The term “habitable planet” seems rather broad. Does it mean that it is habitable for humans? Is it merely capable of supporting some other form of life? Quite simply, planetary habitability refers to a planet’s ability to both develop and sustain life.
Unfortunately, scientists have had to base their calculations for a habitable planet on Earth’s characteristics and do some guesswork. Some of the factors that astronomers look at when evaluating a planet’s habitability are mass, surface characteristics, orbit, rotation, and geochemistry.
One of the most basic assumptions that astronomers make when searching for a habitable planet is that it has to be terrestrial. This means that the planet is composed mostly of rock and metal and has a solid surface. A gas giant on the other hand has no solid surface, which makes it an unlikely candidate for supporting life. Mass is also an important factor, because low mass planets have too little gravity to keep their atmosphere. They also do not have live volcanoes and other geologic activity, which helps temper the surface to support life, because they lose energy as a result of a small diameter. Planets with high orbital eccentricity – the irregularity of the orbit – have a greater fluctuation in surface temperatures because they are closer to the Sun at some points and much further away at other points in the orbit. In order to be habitable, a planet has to have a moderate rotation. If there is no axial tilt then there are no change of seasons, and if the axial tilt is too severe than the planet will have a difficult time achieving homeostasis – balance. Another assumption astronomers make when determining planetary habitability is that life on other planets will also be carbon-based. The four elements most important for life are oxygen, nitrogen, carbon, and hydrogen. With so many considerations, it is not surprising that scientists have a difficult time determining whether a planet can sustain life.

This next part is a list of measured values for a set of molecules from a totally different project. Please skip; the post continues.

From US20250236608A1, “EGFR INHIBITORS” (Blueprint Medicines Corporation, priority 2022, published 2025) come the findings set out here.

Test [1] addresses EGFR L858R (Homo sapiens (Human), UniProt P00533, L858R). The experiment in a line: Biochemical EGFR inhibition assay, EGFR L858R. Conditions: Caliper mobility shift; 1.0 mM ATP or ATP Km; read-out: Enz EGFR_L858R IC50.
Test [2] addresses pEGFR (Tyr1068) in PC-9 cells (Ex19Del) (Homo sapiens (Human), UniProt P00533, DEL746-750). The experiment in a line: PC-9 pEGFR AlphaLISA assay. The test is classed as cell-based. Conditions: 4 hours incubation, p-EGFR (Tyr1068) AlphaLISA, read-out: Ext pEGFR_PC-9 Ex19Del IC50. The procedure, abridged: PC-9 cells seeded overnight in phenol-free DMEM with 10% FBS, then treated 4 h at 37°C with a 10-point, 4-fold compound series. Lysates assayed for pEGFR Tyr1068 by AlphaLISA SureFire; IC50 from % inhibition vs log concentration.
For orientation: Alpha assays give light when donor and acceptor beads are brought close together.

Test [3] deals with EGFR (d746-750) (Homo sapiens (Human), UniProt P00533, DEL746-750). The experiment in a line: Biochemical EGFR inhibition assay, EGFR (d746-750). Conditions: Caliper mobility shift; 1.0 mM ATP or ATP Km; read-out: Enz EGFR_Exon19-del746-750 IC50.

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Astronomers are searching for habitable planets in other solar systems too. They have started by searching in the habitable zones of other solar systems. A habitable zone is the region in space with conditions most favorable for supporting life. Astronomers are unsure exactly what the extent of the habitable zone of our Solar System is. Earth is located in the center of it, but it may even extend as far as Mars, and it almost reaches Venus. The habitable zone and planetary habitability focus on carbon-based life, so they do not help predict other forms of life.
Astronomy Cast has an episode on the search for water on Mars, which tells why finding water is a clue to finding life.